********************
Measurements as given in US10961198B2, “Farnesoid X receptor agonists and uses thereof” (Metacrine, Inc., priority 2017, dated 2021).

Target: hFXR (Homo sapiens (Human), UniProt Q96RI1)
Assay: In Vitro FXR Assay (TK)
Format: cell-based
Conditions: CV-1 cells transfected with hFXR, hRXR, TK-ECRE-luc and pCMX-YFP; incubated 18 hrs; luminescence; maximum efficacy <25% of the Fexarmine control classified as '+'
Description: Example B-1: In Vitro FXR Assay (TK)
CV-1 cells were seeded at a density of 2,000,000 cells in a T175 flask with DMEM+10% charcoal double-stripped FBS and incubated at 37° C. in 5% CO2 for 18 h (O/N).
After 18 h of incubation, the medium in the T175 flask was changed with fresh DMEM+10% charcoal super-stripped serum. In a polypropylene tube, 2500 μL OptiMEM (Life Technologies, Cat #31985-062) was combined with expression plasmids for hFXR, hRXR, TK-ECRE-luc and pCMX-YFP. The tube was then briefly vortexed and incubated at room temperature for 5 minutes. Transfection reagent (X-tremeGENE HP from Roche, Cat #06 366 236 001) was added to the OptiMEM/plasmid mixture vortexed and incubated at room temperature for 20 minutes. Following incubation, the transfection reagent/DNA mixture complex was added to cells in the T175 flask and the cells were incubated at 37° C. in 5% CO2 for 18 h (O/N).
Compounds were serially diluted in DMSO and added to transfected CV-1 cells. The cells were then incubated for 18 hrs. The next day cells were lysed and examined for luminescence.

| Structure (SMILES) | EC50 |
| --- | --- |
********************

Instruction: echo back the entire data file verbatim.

Measurements as given in US10961198B2, “Farnesoid X receptor agonists and uses thereof” (Metacrine, Inc., priority 2017, dated 2021).

Target: hFXR (Homo sapiens (Human), UniProt Q96RI1)
Assay: In Vitro FXR Assay (TK)
Format: cell-based
Conditions: CV-1 cells transfected with hFXR, hRXR, TK-ECRE-luc and pCMX-YFP; incubated 18 hrs; luminescence; maximum efficacy <25% of the Fexarmine control classified as '+'
Description: Example B-1: In Vitro FXR Assay (TK)
CV-1 cells were seeded at a density of 2,000,000 cells in a T175 flask with DMEM+10% charcoal double-stripped FBS and incubated at 37° C. in 5% CO2 for 18 h (O/N).
After 18 h of incubation, the medium in the T175 flask was changed with fresh DMEM+10% charcoal super-stripped serum. In a polypropylene tube, 2500 μL OptiMEM (Life Technologies, Cat #31985-062) was combined with expression plasmids for hFXR, hRXR, TK-ECRE-luc and pCMX-YFP. The tube was then briefly vortexed and incubated at room temperature for 5 minutes. Transfection reagent (X-tremeGENE HP from Roche, Cat #06 366 236 001) was added to the OptiMEM/plasmid mixture vortexed and incubated at room temperature for 20 minutes. Following incubation, the transfection reagent/DNA mixture complex was added to cells in the T175 flask and the cells were incubated at 37° C. in 5% CO2 for 18 h (O/N).
Compounds were serially diluted in DMSO and added to transfected CV-1 cells. The cells were then incubated for 18 hrs. The next day cells were lysed and examined for luminescence.

| Structure (SMILES) | EC50 |
| --- | --- |